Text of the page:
12 Half-Truths We Live With | WAMU 88.5 - American University Radio

NPR : News

Filed Under:

12 Half-Truths We Live With

Say it isn't so. Various news organizations have recently reported that on occasion the Subway sandwich chain's $5 footlong measures 11 inches instead of 12 — as advertised. Sure enough, the bacon, lettuce and tomato jewel we bought Friday fell a little short.

But it was delicious. And Subway did explain to CNN and the world that methods of baking the bread can cause a slight size differential. Makes sense.

Perhaps the point is, things may not always be exactly what they seem and — perhaps more precisely — we already know that. We go on.

Our Facebook friends are not necessarily our friends. Catfish are not just for outdoor types anymore. A barista may not really care whether we have a nice day or not.

Some things we accept have more serious consequences than others, of course. Ask those involved in the strange and strained stories of Lance Armstrong or Manti Te'o.

This much is true: We live with half-truths — of varying kinds and sizes. A year is not always 365 days. A billable hour is not necessarily 60 minutes. Pluto isn't precisely a planet.

Having finished our sandwich, we offer a list of 12 misleading notions we accept in everyday life:

1) A two-by-four at a retail lumberyard is not 2 inches by 4 inches.

2) Peanuts are not really nuts, but legumes.

3) A hydrogen bond is not a true bond, but a type of electromagnetic attraction.

4) The American buffalo is not a buffalo, but a bison.

5) A koala bear is not a bear; it's a marsupial.

6) A starfish isn't a fish; it's an echinoderm.

7) A palm tree is not a tree, but a form of grass.

8) A penny is worth more than a penny, costing more than two cents to make.

9) "Swollen glands" are not actually glands; they are a series of lymph nodes.

10) A mountain goat is not really a goat.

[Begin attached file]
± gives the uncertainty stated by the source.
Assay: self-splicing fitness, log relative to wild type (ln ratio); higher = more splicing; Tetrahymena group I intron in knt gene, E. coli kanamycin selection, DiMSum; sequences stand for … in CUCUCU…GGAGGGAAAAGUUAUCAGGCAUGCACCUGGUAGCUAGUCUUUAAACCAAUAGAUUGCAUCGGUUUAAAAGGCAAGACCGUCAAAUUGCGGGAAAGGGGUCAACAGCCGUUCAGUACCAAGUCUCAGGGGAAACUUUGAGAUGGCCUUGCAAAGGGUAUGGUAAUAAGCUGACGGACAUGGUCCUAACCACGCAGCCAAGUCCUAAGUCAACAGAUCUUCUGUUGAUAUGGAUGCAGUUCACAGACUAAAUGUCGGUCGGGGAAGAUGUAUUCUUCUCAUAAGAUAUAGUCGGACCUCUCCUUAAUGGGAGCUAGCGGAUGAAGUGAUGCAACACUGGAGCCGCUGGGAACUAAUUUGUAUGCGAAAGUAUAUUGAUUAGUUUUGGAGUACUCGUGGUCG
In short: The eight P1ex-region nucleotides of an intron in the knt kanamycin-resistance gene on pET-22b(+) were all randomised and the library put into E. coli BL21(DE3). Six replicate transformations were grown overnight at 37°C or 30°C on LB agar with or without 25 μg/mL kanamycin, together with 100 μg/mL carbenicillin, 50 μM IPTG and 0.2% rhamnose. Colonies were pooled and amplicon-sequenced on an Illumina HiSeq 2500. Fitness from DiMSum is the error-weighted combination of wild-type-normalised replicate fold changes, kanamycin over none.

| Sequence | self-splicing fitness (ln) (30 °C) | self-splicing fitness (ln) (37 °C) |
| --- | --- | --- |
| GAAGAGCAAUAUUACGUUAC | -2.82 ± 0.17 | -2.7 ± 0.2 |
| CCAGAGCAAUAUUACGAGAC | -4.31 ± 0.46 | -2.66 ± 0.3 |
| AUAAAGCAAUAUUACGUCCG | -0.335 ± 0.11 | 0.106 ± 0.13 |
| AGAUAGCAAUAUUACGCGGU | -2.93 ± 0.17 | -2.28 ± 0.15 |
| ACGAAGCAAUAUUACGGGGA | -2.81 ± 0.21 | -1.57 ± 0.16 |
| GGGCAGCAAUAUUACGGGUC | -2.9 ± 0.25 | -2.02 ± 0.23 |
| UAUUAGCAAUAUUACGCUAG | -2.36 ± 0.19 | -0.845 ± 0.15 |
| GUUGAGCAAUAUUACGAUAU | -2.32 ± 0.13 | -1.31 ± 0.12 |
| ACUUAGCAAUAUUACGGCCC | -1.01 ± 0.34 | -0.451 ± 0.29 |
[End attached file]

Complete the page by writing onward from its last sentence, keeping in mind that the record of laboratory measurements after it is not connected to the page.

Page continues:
11) Pink is not exactly a color.

Copyright 2013 National Public Radio. To see more, visit http://www.npr.org/.

WAMU 88.5

Art Beat With Lauren Landau, March 31, 2015

You can learn the secrets of a specific dance form or see a local production of a novel-turned-Broadway play.

NPR

Our Food-Safety System Is A Patchwork With Big Holes, Critics Say

More than a dozen federal agencies play a part in keeping food from making Americans sick. Critics say the system has gaps, and we'd all be safer if federal food safety efforts were under one roof.
NPR

Indianapolis Mayor Calls On Legislature To Repeal Or Ammend Bill

Steve Inskeep talks to Indianapolis Mayor Greg Ballard, a Republican, about the impact of Indiana's Religious Freedom Restoration Act, which was recently sighed into law by Governor Mike Pence.
NPR

With 'Single-Stream' Recycling, Convenience Comes At A Cost

Many Americans now have access to a commingled recycling system, which lets users mix plastic, glass, paper and metal together in one bin. It's much easier, but not nearly as efficient.

Leave a Comment

Help keep the conversation civil. Please refer to our Terms of Use and Code of Conduct before posting your comments.